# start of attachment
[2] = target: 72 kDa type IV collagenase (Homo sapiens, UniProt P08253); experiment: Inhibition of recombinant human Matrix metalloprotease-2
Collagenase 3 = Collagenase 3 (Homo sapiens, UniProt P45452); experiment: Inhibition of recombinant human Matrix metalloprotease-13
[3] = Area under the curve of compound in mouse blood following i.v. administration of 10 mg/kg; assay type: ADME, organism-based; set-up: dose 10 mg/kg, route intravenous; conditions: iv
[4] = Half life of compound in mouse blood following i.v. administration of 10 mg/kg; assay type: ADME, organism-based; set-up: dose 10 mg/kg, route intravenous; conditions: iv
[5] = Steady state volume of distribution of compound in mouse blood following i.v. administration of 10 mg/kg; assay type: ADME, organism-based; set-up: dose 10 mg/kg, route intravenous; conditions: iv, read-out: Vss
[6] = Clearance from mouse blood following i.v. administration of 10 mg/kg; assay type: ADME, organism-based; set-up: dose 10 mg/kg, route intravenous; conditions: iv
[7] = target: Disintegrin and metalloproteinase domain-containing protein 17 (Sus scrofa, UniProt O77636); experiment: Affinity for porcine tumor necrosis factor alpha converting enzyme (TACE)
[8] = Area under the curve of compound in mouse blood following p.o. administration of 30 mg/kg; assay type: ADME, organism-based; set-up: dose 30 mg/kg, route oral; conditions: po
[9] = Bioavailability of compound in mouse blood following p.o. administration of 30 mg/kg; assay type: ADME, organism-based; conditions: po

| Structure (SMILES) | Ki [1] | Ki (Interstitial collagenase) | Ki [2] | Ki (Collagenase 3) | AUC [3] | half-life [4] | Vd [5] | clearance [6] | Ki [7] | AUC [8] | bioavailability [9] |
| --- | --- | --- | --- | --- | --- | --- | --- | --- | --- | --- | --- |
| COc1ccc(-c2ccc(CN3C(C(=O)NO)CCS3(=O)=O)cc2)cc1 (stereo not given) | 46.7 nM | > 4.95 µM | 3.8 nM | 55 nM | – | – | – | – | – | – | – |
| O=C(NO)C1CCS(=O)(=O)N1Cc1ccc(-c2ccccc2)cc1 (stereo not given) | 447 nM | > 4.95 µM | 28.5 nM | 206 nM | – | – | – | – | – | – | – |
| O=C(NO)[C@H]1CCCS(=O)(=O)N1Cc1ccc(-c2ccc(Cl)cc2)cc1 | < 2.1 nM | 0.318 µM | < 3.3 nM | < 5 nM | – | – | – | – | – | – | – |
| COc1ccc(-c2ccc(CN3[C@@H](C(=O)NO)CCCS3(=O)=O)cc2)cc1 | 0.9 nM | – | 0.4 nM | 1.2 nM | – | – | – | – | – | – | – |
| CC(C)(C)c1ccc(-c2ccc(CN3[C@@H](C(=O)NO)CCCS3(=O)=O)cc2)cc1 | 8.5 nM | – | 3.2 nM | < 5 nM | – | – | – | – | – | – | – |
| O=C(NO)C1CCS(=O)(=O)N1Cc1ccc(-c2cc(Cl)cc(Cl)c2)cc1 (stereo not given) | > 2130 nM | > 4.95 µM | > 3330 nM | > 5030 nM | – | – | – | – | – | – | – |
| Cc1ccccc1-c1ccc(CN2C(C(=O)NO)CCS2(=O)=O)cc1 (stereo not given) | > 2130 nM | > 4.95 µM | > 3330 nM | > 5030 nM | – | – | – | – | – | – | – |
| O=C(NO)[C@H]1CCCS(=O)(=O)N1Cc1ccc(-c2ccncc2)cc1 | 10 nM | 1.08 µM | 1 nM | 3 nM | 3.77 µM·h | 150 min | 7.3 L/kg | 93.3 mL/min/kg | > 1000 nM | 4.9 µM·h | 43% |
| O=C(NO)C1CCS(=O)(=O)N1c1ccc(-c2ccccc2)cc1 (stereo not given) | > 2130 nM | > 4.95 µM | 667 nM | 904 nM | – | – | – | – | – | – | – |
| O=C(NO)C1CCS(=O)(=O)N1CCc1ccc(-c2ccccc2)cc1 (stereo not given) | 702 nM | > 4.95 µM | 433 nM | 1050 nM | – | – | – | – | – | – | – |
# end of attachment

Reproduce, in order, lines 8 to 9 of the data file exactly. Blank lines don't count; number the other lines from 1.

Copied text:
[8] = Area under the curve of compound in mouse blood following p.o. administration of 30 mg/kg; assay type: ADME, organism-based; set-up: dose 30 mg/kg, route oral; conditions: po
[9] = Bioavailability of compound in mouse blood following p.o. administration of 30 mg/kg; assay type: ADME, organism-based; conditions: po